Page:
Adjusting meal times may help travelers avoid the stomach upset sometimes associated with jet lag, suggests new research on circadian rhythms. The bane of globe-trotters, jet lag occurs when a person's sleep schedule is at odds with local time. Sunlight helps adjust the body clock, and now there may be another way to help get the system acquainted to a new time zone. In today's Science, researchers report that the timing of meals can reset a biological clock in the liver, which might help it rev up enzyme production at the right time for digestion. The finding may one day help doctors optimize the timing of treatments for liver diseases.
The body is full of clocks. These circadian rhythms--such as waxing and waning levels of the expression of certain genes--tick in organs from the lungs to the liver. Normally, these rhythms are in step with a master clock in the brain that is controlled by the cycle of daylight and darkness. However, it's not known if the brain synchronizes the other clocks directly (through the timed release of hormones, for example) or if external stimuli play a role in setting them.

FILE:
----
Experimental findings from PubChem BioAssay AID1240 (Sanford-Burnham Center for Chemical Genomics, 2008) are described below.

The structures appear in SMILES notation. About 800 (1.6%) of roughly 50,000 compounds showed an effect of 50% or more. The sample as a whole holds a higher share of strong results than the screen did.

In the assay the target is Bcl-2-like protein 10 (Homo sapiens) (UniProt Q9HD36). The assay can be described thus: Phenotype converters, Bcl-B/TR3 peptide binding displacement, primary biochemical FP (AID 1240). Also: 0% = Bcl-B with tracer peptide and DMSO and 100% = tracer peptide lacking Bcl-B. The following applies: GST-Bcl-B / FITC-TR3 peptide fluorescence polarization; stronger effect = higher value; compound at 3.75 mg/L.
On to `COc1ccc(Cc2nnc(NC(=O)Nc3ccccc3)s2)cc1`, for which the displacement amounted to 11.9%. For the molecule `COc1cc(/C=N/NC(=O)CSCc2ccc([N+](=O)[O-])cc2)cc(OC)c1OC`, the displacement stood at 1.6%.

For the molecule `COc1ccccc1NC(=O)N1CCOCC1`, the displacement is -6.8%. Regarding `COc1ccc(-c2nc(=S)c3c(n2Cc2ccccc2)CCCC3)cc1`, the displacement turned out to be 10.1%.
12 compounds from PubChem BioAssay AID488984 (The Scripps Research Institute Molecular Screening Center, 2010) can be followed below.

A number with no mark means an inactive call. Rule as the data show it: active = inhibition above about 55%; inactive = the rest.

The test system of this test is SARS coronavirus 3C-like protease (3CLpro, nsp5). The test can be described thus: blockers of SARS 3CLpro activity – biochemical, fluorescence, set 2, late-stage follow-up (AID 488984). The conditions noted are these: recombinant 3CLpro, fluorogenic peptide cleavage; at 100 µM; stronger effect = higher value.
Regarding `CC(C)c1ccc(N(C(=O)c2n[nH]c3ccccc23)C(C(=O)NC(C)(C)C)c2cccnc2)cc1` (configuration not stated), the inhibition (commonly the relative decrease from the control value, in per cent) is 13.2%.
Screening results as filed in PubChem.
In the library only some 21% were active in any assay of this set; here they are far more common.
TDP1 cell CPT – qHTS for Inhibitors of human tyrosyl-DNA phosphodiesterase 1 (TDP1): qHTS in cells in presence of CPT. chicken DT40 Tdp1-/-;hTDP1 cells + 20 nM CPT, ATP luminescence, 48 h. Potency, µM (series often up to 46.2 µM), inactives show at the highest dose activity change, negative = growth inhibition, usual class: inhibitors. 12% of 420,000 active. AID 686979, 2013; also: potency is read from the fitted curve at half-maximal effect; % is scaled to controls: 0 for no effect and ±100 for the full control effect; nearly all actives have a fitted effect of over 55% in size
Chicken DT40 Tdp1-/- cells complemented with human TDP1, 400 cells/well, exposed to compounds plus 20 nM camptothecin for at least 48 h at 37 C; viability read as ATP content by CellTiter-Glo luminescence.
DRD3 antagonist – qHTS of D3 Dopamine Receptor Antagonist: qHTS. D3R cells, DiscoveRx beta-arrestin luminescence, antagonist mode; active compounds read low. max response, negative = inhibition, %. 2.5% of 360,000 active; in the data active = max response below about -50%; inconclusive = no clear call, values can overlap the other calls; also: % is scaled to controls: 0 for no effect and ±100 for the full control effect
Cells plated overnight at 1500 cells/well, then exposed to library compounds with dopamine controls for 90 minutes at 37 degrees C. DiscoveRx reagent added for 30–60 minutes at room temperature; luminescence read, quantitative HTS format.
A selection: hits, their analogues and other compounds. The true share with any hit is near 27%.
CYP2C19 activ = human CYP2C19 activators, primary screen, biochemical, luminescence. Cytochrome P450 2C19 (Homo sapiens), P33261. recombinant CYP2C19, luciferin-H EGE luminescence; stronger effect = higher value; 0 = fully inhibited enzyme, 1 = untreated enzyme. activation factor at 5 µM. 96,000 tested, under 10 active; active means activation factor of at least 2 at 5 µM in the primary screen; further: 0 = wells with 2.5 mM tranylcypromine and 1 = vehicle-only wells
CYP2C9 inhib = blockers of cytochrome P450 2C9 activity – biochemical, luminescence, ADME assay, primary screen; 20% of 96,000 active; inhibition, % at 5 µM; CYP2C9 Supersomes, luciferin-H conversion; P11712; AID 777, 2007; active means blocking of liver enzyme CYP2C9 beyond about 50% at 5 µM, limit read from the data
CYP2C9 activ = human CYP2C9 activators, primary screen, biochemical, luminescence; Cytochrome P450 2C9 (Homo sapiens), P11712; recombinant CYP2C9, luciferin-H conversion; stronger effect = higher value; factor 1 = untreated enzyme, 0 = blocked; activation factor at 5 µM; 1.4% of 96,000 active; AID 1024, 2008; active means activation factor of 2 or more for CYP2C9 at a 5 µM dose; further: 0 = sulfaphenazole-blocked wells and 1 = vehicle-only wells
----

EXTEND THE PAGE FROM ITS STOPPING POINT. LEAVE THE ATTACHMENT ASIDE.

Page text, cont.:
To test the possibility that food might set the liver's clock, biologist Michael Menaker of the University of Virginia in Charlottesville and his colleagues looked at the effect of meal timing on one of the cogs of the biological clock, a gene called Per1. The team used rats in which the gene that regulates Per1 expression has been linked to a gene for luciferase, the enzyme that gives fireflies their light. The rats' tissues glow more brightly as Per1 expression increases. By monitoring this glow, the team found that by limiting the hours during which rats could eat, they could shift the peak of Per1 expression in the liver by up to 10 hours. In contrast, the Per1 expression in the brain was unaffected by the altered meal schedule.
"It makes sense that the liver's activity should be tied to feeding--it has to have the right enzymes at the right time," says biologist Craig Heller of Stanford University. But he notes that even though the liver clock responds directly to changes in meal time, the brain may still be in charge: By controlling the sleep-wake cycle, the brain clock determines when an animal is active and searching for food.
Menaker's home page at the University of Virginia